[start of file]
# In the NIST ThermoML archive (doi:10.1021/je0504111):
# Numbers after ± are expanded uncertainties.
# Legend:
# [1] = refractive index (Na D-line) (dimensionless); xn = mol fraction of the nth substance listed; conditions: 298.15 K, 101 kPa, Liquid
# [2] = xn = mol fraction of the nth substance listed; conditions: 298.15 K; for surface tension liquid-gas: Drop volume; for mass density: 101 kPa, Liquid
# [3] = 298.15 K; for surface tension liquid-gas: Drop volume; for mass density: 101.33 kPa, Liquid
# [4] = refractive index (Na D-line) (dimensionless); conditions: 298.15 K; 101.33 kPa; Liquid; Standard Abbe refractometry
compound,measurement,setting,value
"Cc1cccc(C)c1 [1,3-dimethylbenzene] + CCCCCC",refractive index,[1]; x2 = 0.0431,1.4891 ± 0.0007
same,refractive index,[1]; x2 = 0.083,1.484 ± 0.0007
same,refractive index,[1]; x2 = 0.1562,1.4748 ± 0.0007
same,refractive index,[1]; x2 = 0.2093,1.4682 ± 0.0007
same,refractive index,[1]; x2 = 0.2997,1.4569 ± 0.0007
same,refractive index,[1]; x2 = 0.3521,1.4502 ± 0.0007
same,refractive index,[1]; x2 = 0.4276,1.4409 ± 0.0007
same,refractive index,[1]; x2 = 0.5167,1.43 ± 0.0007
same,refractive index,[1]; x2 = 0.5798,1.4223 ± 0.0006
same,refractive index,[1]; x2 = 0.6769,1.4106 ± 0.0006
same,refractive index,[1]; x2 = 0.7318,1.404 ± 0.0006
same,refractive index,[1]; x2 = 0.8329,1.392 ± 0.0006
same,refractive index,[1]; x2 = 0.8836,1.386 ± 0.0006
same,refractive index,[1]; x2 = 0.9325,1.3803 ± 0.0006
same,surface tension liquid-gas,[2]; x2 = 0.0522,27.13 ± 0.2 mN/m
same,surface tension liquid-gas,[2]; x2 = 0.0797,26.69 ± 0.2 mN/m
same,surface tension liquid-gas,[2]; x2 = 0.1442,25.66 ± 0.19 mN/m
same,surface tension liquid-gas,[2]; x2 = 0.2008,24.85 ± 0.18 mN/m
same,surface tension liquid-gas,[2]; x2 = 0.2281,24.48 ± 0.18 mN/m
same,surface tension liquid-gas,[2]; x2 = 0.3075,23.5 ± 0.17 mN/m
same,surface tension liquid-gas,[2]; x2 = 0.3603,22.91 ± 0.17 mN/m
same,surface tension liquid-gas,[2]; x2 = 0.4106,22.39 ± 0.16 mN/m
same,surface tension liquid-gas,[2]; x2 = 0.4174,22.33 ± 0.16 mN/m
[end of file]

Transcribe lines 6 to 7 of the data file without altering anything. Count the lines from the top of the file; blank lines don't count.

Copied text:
# [3] = 298.15 K; for surface tension liquid-gas: Drop volume; for mass density: 101.33 kPa, Liquid
# [4] = refractive index (Na D-line) (dimensionless); conditions: 298.15 K; 101.33 kPa; Liquid; Standard Abbe refractometry